MOUNTAIN PEOPLE

‘Big river’ takes unusual course

For the first time, Mt Kenya has no presidential aspirant who can rally national support.

In Summary
  • Like the seductive bride of the Waruguru metaphor, the Mountain will deploy its numbers to book a place in the next government.
  • They won’t gamble. They won’t admit a struggler as a bridegroom.

The ‘big river cannot flow into a smaller one’ imagery of the Moi succession is a seductive bride in the Uhuru succession. The Kikuyu had reason to claim the big river posturing in 2002.

The voting bloc still reserves the right to play the hard-to-get bride in 2022. The imagery comes with more than three decades of power in the House of Mumbi, and a sense of entitlement.

Just before the 2002 general election, outgoing President Moi had declared Uhuru Kenyatta, then a low-ranking party functionary, Kanu’s presidential candidate. Party honchos, feeling sidelined, fled with more than half the weight of the ruling formation.

 

Kanu rebels, then Vice President George Saitoti, party secretary general Raila Odinga, Kalonzo Musyoka, Maasai leader William ole Ntimama, and former VP Moody Awori, among others, regrouped under the Liberal Democratic Party.

The revving and raging LDP joined the National Alliance of Kenya at a historic rally in Uhuru Park to found the ‘Unbwogable’ National Rainbow Coalition. Raila declared ‘Kibaki Tosha’ two months before the election. The rubber had hit the road, with a sense of urgency for a new beginning. Moi, initially regarded as a passing cloud, had lorded it over them for 24 years.

The people of the Mountain will have to decide before 2022, this time with the ball on the other foot. The change of roles makes Mt Kenya region restless. For the first time since Independence, they have no presidential aspirant who can rally national support. The big river must chart a new, if unfamiliar, course. The seductive bride has to find a suitor who offers the highest bride price.  But the size of the dowry alone won’t attract the belle.

The suitor must come with a capacity to rally national support. A force big enough to secure the interests of the Gema communities in a post-Uhuru dispensation.

Now, Uhuru does not have leverage like Old Moi to impose a project. If he is a student of history, he would not even contemplate it. But the president would have to bet on a winning horse to secure the interests of the Mountain. He would also be recognising other presidential possibilities outside Rift Valley and Central. The two regions will have held the presidency for 60 years by 2022, when Uhuru’s tenure expires.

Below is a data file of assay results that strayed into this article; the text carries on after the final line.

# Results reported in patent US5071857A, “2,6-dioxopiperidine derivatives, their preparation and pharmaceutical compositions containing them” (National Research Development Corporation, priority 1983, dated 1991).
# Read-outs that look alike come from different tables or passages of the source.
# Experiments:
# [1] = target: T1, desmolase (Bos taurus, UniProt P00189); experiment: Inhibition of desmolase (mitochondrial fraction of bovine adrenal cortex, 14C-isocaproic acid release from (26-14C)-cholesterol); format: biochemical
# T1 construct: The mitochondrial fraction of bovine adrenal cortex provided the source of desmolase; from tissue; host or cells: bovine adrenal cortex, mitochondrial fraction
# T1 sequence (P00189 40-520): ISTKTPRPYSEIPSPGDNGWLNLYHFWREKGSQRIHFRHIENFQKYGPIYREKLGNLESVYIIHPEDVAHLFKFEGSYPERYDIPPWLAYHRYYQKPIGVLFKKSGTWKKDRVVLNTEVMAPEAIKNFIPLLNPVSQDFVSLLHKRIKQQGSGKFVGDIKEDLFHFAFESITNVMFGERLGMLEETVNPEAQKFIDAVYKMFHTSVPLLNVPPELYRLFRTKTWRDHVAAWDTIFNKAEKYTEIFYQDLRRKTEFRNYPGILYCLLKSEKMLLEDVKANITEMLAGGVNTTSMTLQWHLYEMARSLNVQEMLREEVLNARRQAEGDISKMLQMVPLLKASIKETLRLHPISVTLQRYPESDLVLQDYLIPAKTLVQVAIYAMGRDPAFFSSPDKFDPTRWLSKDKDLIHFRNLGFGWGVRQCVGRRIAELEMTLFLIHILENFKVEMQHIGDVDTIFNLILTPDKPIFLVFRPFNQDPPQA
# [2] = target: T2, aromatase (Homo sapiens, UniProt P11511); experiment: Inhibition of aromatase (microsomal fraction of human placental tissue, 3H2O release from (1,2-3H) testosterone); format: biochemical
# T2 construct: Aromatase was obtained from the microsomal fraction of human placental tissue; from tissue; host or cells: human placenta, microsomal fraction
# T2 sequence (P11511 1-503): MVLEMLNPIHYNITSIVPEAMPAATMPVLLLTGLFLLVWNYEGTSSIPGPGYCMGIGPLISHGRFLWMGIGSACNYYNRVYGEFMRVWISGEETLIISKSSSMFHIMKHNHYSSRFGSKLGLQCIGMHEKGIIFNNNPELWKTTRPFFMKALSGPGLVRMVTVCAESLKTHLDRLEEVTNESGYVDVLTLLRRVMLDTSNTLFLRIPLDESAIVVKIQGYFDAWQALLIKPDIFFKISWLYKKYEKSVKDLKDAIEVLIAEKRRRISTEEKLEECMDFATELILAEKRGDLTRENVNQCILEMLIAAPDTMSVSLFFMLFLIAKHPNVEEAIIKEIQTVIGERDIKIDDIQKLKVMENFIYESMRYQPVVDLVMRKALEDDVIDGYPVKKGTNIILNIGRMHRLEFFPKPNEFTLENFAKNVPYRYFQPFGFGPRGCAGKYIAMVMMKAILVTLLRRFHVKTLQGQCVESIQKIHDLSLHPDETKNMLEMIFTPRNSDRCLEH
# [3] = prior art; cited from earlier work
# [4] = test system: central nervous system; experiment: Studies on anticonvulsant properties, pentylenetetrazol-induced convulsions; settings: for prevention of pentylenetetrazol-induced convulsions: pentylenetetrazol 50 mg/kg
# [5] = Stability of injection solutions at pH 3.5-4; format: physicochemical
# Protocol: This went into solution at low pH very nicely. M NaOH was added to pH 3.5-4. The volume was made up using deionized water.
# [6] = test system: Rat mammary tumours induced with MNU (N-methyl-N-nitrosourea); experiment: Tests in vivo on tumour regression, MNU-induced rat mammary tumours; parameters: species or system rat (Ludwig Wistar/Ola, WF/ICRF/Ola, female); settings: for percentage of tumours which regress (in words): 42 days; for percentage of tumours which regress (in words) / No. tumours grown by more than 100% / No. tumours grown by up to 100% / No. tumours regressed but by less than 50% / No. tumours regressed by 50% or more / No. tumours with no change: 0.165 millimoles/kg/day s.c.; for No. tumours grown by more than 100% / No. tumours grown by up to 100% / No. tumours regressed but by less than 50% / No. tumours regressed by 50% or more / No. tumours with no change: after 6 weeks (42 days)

Throughout 2001 and during the first 10 months of 2002, NAK, the political formation that counted Kibaki as its senior-most member, had a hard time deciding on its presidential candidate.

The alliance had Charity Ngilu and then Saboti MP Kijana Wamalwa. Kibaki was the logical torchbearer, but it wasn’t a given. His party, DP, was arguably the largest ticket of the three, but that alone did not make Kibaki NAK’s automatic presidential candidate.

Ngilu, wanted a second go after the 1997 failed attempt. Her gender, in the estimation of her supporters, gave her an edge, but the gentlemen around her were not persuaded. She had her party< SDP, but that was not all that mattered. Wamalwa, then making a second go for the top job, had his party, Ford Kenya.

 

There was another reason DP, SDP, and Ford-K could not agree on a candidate. There was the relative weight of the ethnic numbers Kibaki, Wamalwa, and Ngilu were bringing on board. Ngilu was expected to rally the Kamba vote. Wamalwa would rally the Bukusu, with no guarantee the larger Luhya would play ball. Kibaki had Gema communities behind his third bid for president. Kibaki was, in word and deed, the leader of the big river.

The big river imagery was contemptuous, but it was realistic then as it is now, nearly two decades later. A bigger river, it was said then, does not flow into a small one. Kibaki could not give way to Ngilu or Wamalwa. His moneyed backers were conscious of their numbers. They were also ready to finance the Kibaki campaign against Uhuru, then under Moi’s tutelage.

Now, Uhuru does not have leverage like Old Moi to impose a project. If he is a student of history, he would not even contemplate it. But the president would have to bet on a winning horse to secure the interests of the Mountain. He would also be recognising other presidential possibilities outside Rift Valley and Central. The two regions will have held the presidency for 60 years by 2022, when Uhuru’s tenure expires.

Like the seductive bride of the Waruguru metaphor, the Mountain will deploy its numbers to book a place in the next government. They won’t gamble. They won’t admit a struggler as a bridegroom.

This is the message in Cate Waruguru’s trending video after 50 MPs from the Mountain region met last month to plot their place in the Uhuru succession matrix.